111  Bitcoin / Bitcoin Technical Support / Re: CryptoPP Assertion Error on: September 05, 2010, 11:25:32 PM
You can probably just comment out the line

Let me know if it works, and watch if it memory leaks.

It looks like a template class to make sure the derived class defines its own version of allocate and deallocate.  It would be weird if that was the actual problem and it made it all the way to release.  Probably a false alarm.
112  Bitcoin / Development & Technical Discussion / Re: Big endian code problems on: August 29, 2010, 10:14:36 PM
The code assumes little-endian throughout and was written with the intention of never being ported to big-endian.  Every integer that is sent over the network would have to be byte swapped, in addition to many dozens of other places in code.  It would not be worth the extra sourcecode bloat.

Big-endian is on its way out anyway.
113  Bitcoin / Development & Technical Discussion / Re: Version 0.3.11 with upgrade alerts on: August 28, 2010, 02:54:04 PM
The "About" dialog still shows beta.
What OS?  I ran the Windows and 64-bit Linux version and checked the about dialog.

The Mac version is still

iirc, it is possible to specify -march on a per-function basis using some gcc __attribute__. That way, only the function in question would be optimized, and if the user doesn't specify -4way, everything else should be ok.
I updated the first post to be more specific.  Only the -4way code is compiled this way.
114  Bitcoin / Development & Technical Discussion / Re: tcatm's 4-way SSE2 for Linux 32/64-bit is in 0.3.10 on: August 28, 2010, 02:27:15 PM
The simplification is intentional.  There will only be more than one thash[7]=0 in one out of 134,217,728 cases.  It only makes it 0.0000007% slower.
115  Bitcoin / Development & Technical Discussion / Version 0.3.11 with upgrade alerts on: August 27, 2010, 09:54:12 PM
Version 0.3.11 is now available.

- Some blk*.dat checking on load
- Built the -4way code with -march=amdfam10, which makes it a little faster
- Warning if your clock is too far off
- Warnings/errors/alerts can also be seen in the getinfo command
- Alert system

The alert system can display notifications on the status bar to alert you if you're running a version that needs to be upgraded for an important security update.

In response to an alert, your node may also go into safe mode, which disables the following json-rpc commands (used by automated websites) to protect it from losing money until you get a chance to upgrade:

If you decide it's a false alarm and want to take your chances, you can use the switch -disablesafemode to re-enable them.

This is an important safety improvement.  For a large segment of possible problems, this can warn everyone immediately once a problem is discovered and prevent them from acting on bad information.

Nodes keep operating and do not stop generating in response to an alert, so old versions may still try to make a fork, but the alert system can make sure users are warned not to act on anything in the fork.

116  Economy / Economics / Re: Bitcoin does NOT violate Mises' Regression Theorem on: August 27, 2010, 05:32:07 PM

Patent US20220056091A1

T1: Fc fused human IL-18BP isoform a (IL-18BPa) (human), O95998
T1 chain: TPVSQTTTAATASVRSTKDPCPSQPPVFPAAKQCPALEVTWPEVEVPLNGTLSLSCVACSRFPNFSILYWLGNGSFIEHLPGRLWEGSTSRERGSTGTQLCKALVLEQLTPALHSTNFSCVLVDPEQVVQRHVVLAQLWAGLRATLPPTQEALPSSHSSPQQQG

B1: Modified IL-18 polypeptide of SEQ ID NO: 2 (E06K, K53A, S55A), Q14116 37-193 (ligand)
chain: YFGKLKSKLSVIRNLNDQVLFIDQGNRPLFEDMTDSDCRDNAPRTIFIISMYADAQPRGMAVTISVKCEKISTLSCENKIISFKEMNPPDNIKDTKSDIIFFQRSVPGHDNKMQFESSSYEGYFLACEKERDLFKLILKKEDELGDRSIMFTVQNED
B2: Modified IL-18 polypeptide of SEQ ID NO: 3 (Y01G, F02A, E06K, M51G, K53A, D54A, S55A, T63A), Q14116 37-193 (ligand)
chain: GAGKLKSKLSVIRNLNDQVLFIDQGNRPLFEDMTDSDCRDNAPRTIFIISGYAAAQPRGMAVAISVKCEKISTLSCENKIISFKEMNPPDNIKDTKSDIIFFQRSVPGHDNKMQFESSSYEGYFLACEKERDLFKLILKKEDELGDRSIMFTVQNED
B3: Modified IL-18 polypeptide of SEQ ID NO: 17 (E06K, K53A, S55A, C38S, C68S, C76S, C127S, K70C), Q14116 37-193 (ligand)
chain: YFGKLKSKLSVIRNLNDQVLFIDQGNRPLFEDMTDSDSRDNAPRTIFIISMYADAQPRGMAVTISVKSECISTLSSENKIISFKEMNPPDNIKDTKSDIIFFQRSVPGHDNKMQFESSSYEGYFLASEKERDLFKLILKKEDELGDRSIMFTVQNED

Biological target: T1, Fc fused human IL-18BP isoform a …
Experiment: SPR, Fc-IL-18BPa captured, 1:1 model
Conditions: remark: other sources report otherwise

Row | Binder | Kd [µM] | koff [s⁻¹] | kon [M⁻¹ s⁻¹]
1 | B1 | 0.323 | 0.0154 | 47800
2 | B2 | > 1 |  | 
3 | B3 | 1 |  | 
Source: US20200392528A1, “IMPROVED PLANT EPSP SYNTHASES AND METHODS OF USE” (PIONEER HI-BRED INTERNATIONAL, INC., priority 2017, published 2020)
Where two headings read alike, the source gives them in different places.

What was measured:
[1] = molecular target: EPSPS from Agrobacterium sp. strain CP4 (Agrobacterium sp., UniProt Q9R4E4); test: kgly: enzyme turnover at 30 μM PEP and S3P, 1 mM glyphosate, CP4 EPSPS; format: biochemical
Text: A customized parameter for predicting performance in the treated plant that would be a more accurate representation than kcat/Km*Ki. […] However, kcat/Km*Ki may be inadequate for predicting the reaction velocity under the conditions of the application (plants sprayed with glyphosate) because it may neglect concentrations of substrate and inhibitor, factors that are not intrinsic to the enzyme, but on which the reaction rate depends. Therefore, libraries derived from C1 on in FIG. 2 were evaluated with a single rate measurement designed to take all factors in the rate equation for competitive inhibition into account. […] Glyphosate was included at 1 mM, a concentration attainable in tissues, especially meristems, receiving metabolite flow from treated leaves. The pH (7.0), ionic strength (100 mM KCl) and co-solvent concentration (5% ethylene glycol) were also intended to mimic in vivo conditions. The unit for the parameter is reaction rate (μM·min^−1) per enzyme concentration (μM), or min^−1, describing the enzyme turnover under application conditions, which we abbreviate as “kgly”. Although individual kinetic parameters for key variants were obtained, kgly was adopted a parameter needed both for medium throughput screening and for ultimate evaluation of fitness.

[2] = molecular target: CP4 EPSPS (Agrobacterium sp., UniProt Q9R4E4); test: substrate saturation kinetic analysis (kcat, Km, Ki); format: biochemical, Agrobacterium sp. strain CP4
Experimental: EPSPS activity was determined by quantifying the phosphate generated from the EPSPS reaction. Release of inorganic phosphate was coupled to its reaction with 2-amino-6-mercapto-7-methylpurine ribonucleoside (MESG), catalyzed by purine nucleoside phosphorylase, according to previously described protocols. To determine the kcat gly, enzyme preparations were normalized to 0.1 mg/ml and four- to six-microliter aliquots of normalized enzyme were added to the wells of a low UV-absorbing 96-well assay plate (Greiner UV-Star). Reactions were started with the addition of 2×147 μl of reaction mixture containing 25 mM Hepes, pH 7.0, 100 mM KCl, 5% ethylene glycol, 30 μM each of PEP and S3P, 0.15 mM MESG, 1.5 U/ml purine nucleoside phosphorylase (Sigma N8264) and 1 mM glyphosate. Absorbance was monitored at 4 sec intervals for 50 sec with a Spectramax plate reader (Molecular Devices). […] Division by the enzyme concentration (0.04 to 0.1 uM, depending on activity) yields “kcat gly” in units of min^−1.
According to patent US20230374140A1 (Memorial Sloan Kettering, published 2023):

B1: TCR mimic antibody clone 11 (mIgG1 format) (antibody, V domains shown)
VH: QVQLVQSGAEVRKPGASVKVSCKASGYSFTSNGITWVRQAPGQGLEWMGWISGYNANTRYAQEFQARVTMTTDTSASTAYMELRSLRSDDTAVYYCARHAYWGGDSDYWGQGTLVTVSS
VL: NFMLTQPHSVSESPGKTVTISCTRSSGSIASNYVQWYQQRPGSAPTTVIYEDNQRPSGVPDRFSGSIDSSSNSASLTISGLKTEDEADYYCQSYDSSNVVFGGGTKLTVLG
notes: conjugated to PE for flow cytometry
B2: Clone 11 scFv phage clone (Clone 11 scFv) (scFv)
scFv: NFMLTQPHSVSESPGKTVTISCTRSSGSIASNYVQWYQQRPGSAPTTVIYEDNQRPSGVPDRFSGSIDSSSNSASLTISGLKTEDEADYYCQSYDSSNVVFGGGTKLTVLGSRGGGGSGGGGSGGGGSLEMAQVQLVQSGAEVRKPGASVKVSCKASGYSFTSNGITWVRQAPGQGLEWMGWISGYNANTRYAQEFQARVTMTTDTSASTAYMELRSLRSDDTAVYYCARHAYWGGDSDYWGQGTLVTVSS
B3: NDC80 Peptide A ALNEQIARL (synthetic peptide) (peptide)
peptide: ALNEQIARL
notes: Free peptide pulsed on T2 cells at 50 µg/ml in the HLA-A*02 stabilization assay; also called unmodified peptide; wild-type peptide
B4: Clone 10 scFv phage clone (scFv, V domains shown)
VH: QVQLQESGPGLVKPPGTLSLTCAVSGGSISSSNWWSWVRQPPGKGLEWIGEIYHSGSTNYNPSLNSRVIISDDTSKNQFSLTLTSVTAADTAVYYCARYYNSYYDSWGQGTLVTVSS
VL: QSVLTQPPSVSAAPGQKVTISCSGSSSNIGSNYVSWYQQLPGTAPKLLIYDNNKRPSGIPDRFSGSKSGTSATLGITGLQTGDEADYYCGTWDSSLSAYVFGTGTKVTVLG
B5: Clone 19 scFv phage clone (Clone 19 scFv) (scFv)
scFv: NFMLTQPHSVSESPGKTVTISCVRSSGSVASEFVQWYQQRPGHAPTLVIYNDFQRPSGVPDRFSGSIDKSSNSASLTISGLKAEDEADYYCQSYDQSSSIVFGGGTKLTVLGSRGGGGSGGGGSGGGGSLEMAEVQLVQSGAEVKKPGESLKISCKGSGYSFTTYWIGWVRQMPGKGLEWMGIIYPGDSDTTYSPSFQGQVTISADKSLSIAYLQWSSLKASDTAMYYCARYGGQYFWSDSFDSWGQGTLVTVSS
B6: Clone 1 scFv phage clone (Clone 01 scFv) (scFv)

As a thought experiment, imagine there was a base metal as scarce as gold but with the following properties:
- boring grey in colour
- not a good conductor of electricity
- not particularly strong, but not ductile or easily malleable either
- not useful for any practical or ornamental purpose

and one special, magical property:
- can be transported over a communications channel

If it somehow acquired any value at all for whatever reason, then anyone wanting to transfer wealth over a long distance could buy some, transmit it, and have the recipient sell it.

Maybe it could get an initial value circularly as you've suggested, by people foreseeing its potential usefulness for exchange.  (I would definitely want some)  Maybe collectors, any random reason could spark it.

I think the traditional qualifications for money were written with the assumption that there are so many competing objects in the world that are scarce, an object with the automatic bootstrap of intrinsic value will surely win out over those without intrinsic value.  But if there were nothing in the world with intrinsic value that could be used as money, only scarce but no intrinsic value, I think people would still take up something.

(I'm using the word scarce here to only mean limited potential supply)
117  Economy / Economics / Re: Bitcoins are most like shares of common stock on: August 27, 2010, 04:39:26 PM
Bitcoins have no dividend or potential future dividend, therefore not like a stock.

More like a collectible or commodity.
118  Bitcoin / Development & Technical Discussion / Re: New web service: obtain dump of bitcoin block NNNN on: August 27, 2010, 04:13:16 PM
That's kind of interesting as an upside-down bar chart of how many blocks were produced each day.  The target is 144 blocks per day.
119  Bitcoin / Development & Technical Discussion / Re: auto backing up of wallet.dat on: August 27, 2010, 03:47:57 PM
Sorry, I've been so busy lately I've been skimming messages and I still can't keep up.

We want to avoid Windows API calls whenever possible.  They usually take about 6-8 parameters and a lot of testing to get right, it takes a page of code to do something simple.

I usually shy away from iostreams.  Seems like I too often hit limitations.  They kind of botched the C++ streams standard in the 90's, which is too bad, streams can be very powerful and useful when done right.  Using it in rpc.cpp may still turn out to be a mistake.

Bottom line is I'd rather call an existing file copy function than make and test my own.
120  Bitcoin / Development & Technical Discussion / Re: auto backing up of wallet.dat on: August 27, 2010, 02:54:07 AM
I doubt there's an mmap(2) on Windows.  I'd rather call an existing file copy function than make and test my own.

But if you are already using features from boost::filesystem you can use copy_file from that. I just think that, if not already required for something else, it's a tad overkill.
Thanks.  I thought it would be in there somewhere.

We already use boost::filesystem in a dozen places.  It's not a new added dependency.  It gives us a lot of portable stuff that we would otherwise have to have a #ifdef for each OS and test everywhere.